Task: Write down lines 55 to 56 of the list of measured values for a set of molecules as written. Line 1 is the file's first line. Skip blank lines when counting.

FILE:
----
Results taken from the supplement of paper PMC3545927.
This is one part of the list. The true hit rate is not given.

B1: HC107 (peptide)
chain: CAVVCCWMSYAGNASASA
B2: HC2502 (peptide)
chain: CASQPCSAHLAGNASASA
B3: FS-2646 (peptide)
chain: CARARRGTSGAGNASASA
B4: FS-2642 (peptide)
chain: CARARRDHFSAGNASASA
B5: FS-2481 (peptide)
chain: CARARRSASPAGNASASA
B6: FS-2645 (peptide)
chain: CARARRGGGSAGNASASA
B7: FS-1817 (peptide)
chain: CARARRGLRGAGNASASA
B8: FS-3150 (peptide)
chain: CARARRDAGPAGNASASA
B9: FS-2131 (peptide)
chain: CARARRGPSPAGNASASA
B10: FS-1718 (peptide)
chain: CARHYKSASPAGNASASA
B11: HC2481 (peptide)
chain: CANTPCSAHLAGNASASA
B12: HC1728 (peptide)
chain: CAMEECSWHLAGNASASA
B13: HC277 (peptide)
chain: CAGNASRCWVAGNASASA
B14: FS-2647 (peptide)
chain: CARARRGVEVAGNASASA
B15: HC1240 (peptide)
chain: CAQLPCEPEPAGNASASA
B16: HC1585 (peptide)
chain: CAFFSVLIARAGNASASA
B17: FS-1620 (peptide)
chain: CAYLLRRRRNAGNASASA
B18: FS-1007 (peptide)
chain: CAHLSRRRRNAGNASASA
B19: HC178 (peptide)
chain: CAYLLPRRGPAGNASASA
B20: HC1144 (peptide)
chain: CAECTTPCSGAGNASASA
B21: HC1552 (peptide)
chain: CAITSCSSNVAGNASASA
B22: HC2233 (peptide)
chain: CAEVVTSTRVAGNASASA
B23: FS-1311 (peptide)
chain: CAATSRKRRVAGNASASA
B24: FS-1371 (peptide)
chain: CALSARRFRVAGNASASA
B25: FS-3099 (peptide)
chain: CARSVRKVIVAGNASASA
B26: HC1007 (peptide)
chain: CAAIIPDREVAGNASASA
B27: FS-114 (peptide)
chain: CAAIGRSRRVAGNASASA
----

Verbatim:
B27: FS-114 (peptide)
chain: CAAIGRSRRVAGNASASA